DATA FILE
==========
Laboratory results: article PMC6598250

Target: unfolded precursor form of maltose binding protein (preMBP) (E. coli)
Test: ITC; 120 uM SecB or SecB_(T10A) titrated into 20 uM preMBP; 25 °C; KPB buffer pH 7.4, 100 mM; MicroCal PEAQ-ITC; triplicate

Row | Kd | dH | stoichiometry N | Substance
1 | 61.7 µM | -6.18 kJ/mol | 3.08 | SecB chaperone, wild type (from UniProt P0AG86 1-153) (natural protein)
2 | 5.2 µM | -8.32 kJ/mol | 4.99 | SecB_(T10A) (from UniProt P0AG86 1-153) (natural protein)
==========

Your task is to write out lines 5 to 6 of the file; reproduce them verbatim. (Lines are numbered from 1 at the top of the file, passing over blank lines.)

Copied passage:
1 | 61.7 µM | -6.18 kJ/mol | 3.08 | SecB chaperone, wild type (from UniProt P0AG86 1-153) (natural protein)
2 | 5.2 µM | -8.32 kJ/mol | 4.99 | SecB_(T10A) (from UniProt P0AG86 1-153) (natural protein)